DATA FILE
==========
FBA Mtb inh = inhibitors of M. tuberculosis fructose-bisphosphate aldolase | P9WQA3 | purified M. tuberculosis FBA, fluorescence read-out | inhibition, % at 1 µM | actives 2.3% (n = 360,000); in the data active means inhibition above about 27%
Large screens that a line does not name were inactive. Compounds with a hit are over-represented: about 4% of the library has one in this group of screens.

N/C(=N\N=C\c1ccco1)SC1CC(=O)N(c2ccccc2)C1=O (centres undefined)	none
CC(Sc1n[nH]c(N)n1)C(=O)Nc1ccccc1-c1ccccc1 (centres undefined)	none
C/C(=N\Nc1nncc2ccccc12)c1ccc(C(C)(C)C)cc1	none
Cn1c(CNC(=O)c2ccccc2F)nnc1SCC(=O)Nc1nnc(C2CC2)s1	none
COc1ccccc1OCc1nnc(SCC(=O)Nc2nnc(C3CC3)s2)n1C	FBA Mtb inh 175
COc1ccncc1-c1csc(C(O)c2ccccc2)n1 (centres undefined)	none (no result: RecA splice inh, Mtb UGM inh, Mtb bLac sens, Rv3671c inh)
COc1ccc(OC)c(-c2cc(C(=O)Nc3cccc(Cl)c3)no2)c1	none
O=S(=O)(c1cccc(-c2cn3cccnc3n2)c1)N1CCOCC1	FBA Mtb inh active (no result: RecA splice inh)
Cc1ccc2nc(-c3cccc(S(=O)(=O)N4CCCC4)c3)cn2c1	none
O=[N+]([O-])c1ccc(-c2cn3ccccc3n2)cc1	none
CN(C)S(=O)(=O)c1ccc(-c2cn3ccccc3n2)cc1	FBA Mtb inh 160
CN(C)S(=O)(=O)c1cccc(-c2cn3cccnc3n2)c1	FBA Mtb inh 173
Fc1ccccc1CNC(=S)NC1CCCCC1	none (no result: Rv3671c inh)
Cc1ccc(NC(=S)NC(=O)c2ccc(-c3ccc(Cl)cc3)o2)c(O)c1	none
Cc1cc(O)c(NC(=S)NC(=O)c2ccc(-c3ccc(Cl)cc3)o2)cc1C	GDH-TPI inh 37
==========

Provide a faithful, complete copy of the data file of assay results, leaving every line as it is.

FBA Mtb inh = inhibitors of M. tuberculosis fructose-bisphosphate aldolase | P9WQA3 | purified M. tuberculosis FBA, fluorescence read-out | inhibition, % at 1 µM | actives 2.3% (n = 360,000); in the data active means inhibition above about 27%
Large screens that a line does not name were inactive. Compounds with a hit are over-represented: about 4% of the library has one in this group of screens.

N/C(=N\N=C\c1ccco1)SC1CC(=O)N(c2ccccc2)C1=O (centres undefined)	none
CC(Sc1n[nH]c(N)n1)C(=O)Nc1ccccc1-c1ccccc1 (centres undefined)	none
C/C(=N\Nc1nncc2ccccc12)c1ccc(C(C)(C)C)cc1	none
Cn1c(CNC(=O)c2ccccc2F)nnc1SCC(=O)Nc1nnc(C2CC2)s1	none
COc1ccccc1OCc1nnc(SCC(=O)Nc2nnc(C3CC3)s2)n1C	FBA Mtb inh 175
COc1ccncc1-c1csc(C(O)c2ccccc2)n1 (centres undefined)	none (no result: RecA splice inh, Mtb UGM inh, Mtb bLac sens, Rv3671c inh)
COc1ccc(OC)c(-c2cc(C(=O)Nc3cccc(Cl)c3)no2)c1	none
O=S(=O)(c1cccc(-c2cn3cccnc3n2)c1)N1CCOCC1	FBA Mtb inh active (no result: RecA splice inh)
Cc1ccc2nc(-c3cccc(S(=O)(=O)N4CCCC4)c3)cn2c1	none
O=[N+]([O-])c1ccc(-c2cn3ccccc3n2)cc1	none
CN(C)S(=O)(=O)c1ccc(-c2cn3ccccc3n2)cc1	FBA Mtb inh 160
CN(C)S(=O)(=O)c1cccc(-c2cn3cccnc3n2)c1	FBA Mtb inh 173
Fc1ccccc1CNC(=S)NC1CCCCC1	none (no result: Rv3671c inh)
Cc1ccc(NC(=S)NC(=O)c2ccc(-c3ccc(Cl)cc3)o2)c(O)c1	none
Cc1cc(O)c(NC(=S)NC(=O)c2ccc(-c3ccc(Cl)cc3)o2)cc1C	GDH-TPI inh 37